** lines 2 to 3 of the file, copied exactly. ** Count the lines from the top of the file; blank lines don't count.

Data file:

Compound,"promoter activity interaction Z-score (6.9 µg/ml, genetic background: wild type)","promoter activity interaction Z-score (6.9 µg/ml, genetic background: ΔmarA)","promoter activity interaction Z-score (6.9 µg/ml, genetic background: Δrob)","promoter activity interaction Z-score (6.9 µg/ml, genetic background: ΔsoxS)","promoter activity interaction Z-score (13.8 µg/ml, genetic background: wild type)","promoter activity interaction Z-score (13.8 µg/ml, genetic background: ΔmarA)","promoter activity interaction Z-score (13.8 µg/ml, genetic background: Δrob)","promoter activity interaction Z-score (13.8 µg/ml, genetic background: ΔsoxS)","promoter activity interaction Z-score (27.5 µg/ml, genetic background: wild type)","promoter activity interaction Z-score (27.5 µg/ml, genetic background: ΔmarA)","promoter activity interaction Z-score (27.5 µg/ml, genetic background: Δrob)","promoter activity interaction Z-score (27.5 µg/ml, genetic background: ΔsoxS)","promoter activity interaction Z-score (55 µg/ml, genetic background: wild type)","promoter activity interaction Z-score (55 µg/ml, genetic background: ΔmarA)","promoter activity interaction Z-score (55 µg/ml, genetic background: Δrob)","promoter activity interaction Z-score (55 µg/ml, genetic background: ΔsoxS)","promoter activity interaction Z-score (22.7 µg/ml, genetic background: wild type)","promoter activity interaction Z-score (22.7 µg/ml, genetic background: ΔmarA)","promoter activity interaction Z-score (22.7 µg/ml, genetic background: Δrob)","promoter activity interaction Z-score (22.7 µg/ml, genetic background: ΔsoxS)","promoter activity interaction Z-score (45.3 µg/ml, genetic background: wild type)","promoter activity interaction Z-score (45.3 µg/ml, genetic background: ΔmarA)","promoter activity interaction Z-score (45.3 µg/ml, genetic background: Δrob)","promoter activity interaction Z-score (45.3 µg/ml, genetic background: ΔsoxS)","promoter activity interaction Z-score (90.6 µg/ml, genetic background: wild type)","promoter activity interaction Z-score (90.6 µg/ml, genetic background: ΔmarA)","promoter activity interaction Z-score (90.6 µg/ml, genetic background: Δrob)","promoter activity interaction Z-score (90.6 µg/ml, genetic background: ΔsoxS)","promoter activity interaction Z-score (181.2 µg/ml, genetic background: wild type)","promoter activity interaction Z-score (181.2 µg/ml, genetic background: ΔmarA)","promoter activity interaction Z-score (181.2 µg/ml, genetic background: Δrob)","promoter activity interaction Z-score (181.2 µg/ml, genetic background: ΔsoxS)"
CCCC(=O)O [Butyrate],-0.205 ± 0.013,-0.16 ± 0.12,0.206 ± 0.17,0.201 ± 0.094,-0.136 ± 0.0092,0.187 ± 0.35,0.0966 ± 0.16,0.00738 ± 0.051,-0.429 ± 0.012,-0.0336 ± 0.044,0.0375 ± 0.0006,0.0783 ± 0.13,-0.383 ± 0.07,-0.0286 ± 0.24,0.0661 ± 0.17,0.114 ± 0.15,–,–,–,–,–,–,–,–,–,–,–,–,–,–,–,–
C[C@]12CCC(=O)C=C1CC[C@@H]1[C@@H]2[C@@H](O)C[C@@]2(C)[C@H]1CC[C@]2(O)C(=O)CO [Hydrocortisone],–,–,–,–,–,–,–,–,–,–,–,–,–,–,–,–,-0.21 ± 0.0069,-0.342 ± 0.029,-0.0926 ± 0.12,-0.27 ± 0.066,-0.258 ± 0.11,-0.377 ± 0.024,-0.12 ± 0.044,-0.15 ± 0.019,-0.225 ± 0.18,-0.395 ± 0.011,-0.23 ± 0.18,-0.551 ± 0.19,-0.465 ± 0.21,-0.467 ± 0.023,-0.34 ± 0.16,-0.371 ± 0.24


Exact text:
CCCC(=O)O [Butyrate],-0.205 ± 0.013,-0.16 ± 0.12,0.206 ± 0.17,0.201 ± 0.094,-0.136 ± 0.0092,0.187 ± 0.35,0.0966 ± 0.16,0.00738 ± 0.051,-0.429 ± 0.012,-0.0336 ± 0.044,0.0375 ± 0.0006,0.0783 ± 0.13,-0.383 ± 0.07,-0.0286 ± 0.24,0.0661 ± 0.17,0.114 ± 0.15,–,–,–,–,–,–,–,–,–,–,–,–,–,–,–,–
C[C@]12CCC(=O)C=C1CC[C@@H]1[C@@H]2[C@@H](O)C[C@@]2(C)[C@H]1CC[C@]2(O)C(=O)CO [Hydrocortisone],–,–,–,–,–,–,–,–,–,–,–,–,–,–,–,–,-0.21 ± 0.0069,-0.342 ± 0.029,-0.0926 ± 0.12,-0.27 ± 0.066,-0.258 ± 0.11,-0.377 ± 0.024,-0.12 ± 0.044,-0.15 ± 0.019,-0.225 ± 0.18,-0.395 ± 0.011,-0.23 ± 0.18,-0.551 ± 0.19,-0.465 ± 0.21,-0.467 ± 0.023,-0.34 ± 0.16,-0.371 ± 0.24